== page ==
Strong gains were delivered across most markets and asset classes during the third quarter, fueled by synchronized (yet tepid) global economic growth, a benign inflationary environment, and continuing unorthodox monetary policies. Improving corporate earnings further supported market strength with emerging markets and the most economically cyclical industries leading markets to all-time highs. Meanwhile, volatility levels, as measured by the VIX index, fell to all-time low levels. This inherent complacency is unsettling in light of historically low interest rates, high valuation levels,
The Altrinsic Global Equity portfolio gained 5.9% in the second quarter, outperforming the MSCI World's 4.0% rise as measured in U.S. dollars. Outperformance was overwhelmingly driven by stock-specific factors, most notably delivered by our investments in Nintendo (Japan), Ionis Pharmaceuticals (U.S.), Heineken (Netherlands), Nestlé (Switzerland), and Intercontinental Exchange (U.S.). At the broad market level, underlying corporate earnings have been strong, but the degree of complacency in many markets concerns us.
Global equity markets, as measured by the MSCI World Index gained 6.4% during the first quarter. The Altrinsic Global Equity portfolio returned 5.0% over the same period, as measured in U.S. dollars. An improving outlook for corporate profits in many parts of the world, easing of stresses emanating from China, and a continuation of reflationary central bank monetary policies outweighed the ongoing geopolitical uncertainties, lofty asset valuations, and macroeconomic imbalances in many of the world’s largest countries.
The Altrinsic Global Equity portfolio gained 0.7% and 11.9% during the fourth quarter and full year, respectively. By comparison, the MSCI World gained 1.9% and 7.5% over the same periods, as measured in U.S. dollars. Strong absolute and relative gains were delivered during an eventful year in which key developments, most notably Brexit results and the election of Donald Trump, defied the odds makers.
The Altrinsic Global Equity portfolio gained 2.7% during the second quarter. By comparison, both the MSCI World and ACWI indices increased 1.0% as measured in U.S. dollars. Stock-specific factors were the primary sources of outperformance amidst an eventful macro backdrop. During the quarter, British citizens voted to leave the European Union, concerns about the European banking system intensified, Middle East unrest spread to distant lands, and the yields on U.S.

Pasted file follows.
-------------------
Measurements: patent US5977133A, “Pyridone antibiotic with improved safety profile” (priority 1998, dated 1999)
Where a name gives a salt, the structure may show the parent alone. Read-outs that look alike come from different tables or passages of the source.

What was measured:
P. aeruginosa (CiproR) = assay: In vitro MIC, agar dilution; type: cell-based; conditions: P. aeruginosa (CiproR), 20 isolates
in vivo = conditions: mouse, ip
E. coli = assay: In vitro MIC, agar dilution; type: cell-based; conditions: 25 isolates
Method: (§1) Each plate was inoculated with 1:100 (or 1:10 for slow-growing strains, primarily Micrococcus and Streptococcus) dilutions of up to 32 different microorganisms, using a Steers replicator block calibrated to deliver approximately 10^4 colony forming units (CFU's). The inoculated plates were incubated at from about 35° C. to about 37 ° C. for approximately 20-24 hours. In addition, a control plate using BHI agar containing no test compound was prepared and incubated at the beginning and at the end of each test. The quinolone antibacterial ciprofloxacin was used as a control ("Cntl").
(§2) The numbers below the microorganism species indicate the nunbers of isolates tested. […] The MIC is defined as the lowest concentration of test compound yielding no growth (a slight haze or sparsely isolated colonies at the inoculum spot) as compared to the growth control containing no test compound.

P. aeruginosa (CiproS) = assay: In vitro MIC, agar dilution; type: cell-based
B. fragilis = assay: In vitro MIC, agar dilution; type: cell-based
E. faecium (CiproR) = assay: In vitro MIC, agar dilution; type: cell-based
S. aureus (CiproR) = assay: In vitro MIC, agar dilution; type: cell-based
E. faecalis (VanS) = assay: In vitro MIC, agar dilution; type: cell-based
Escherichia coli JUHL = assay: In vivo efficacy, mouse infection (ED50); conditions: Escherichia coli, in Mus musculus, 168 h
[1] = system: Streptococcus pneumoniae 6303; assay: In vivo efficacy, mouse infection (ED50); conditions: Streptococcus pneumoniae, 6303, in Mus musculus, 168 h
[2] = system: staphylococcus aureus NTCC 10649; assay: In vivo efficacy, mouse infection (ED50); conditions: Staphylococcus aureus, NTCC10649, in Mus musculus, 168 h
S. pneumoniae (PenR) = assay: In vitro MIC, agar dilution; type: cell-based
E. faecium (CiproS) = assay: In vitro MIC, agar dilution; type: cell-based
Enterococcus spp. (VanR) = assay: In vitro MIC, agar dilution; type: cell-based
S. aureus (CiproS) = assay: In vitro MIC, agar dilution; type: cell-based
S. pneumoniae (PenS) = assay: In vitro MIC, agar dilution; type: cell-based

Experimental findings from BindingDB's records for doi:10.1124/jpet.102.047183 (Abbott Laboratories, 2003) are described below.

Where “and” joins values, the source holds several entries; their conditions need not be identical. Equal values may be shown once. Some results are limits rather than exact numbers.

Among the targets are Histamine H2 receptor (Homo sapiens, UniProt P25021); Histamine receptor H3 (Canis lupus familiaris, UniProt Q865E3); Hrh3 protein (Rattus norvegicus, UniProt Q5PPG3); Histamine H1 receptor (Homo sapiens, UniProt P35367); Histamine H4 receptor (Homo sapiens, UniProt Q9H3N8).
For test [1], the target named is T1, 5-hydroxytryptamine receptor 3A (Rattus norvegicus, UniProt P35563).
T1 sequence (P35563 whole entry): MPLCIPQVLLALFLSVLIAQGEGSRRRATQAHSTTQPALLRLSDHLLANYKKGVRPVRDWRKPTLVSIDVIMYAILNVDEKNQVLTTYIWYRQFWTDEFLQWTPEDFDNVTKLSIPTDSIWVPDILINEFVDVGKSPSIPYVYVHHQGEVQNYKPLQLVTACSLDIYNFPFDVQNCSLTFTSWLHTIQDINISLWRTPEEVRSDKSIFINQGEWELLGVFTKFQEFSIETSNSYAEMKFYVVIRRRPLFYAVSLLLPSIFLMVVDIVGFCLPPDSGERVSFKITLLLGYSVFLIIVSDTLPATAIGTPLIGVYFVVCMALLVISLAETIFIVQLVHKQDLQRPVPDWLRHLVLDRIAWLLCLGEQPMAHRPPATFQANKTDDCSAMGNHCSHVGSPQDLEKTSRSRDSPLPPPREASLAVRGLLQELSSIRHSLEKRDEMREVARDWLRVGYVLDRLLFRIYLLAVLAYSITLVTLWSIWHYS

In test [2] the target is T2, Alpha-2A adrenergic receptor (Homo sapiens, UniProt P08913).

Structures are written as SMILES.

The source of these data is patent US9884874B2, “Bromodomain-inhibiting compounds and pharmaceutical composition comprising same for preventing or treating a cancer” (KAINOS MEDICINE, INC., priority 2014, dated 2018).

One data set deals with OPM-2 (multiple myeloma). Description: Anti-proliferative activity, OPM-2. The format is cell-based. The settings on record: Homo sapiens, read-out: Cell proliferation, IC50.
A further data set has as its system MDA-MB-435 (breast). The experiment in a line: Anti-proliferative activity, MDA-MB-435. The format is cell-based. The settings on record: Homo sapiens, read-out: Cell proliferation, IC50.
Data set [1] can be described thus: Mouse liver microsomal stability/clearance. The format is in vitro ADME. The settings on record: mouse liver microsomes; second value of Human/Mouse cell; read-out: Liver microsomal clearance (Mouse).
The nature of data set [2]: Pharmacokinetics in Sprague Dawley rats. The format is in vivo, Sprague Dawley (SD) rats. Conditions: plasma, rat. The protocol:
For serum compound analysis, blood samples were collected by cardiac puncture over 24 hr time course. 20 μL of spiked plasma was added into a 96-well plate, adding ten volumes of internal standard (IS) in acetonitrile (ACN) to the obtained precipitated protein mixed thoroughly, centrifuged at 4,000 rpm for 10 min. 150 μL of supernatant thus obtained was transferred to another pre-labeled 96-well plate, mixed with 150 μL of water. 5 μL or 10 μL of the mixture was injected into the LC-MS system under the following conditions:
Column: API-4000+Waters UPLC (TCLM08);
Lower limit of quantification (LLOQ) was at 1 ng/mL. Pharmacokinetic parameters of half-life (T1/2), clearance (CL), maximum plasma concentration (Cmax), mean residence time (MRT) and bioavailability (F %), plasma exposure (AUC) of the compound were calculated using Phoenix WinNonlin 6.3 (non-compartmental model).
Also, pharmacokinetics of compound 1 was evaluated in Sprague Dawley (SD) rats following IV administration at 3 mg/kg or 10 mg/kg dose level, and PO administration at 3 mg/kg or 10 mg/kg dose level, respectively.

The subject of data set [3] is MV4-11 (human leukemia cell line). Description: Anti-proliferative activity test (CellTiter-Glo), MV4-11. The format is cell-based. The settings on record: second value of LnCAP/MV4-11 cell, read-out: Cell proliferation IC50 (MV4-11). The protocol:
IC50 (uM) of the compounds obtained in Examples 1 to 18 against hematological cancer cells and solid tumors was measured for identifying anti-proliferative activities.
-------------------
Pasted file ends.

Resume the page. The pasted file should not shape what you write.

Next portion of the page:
A transition appears to be underway. Global equity markets have delivered above-normal returns during the last seven years with low volatility and few lasting setbacks, but we may have entered a new environment characterized by more normal returns albeit with much greater volatility. The first quarter was reflective of this increase in volatility, as a 12% rally in the MSCI World Index during the second half of the quarter tempered anxieties that emerged during the 13% dip in the first half, as measured in local currency terms.
Global equity market returns were relatively flat for the year, measured in local currency, but this result masked the significant dispersion in performance among stock, bond, currency, and commodity markets. These muddling markets appear to be increasingly recognizing fragile underlying fundamentals including lingering global imbalances, eroding confidence in policymakers, a slowing Chinese economy, intensifying geopolitical risks, and the vulnerability of U.S. corporate profit margins.
The third quarter was particularly challenging given the broad-based nature of the selloff across
asset classes. Global equity markets declined 8.4% and 9.4% as measured by the MSCI World
and MSCI All Country World indices, respectively as measured in U.S. dollars. This weakness
was largely precipitated by a pair of factors, namely mounting concerns about China’s growth
rate and the credibility of policymakers’ efforts to revitalize economies globally. The Altrinsic
Global equity market returns were relatively flat for the year, measured in local currency, but this result masked the significant dispersion in performance among stock, bond, currency, and commodity markets as illustrated in Figure 1. These muddling markets appear to be increasingly recognizing fragile underlying fundamentals including lingering global imbalances, eroding confidence in policymakers, a slowing Chinese economy, intensifying geopolitical risks, and the vulnerability of U.S. corporate profit margins.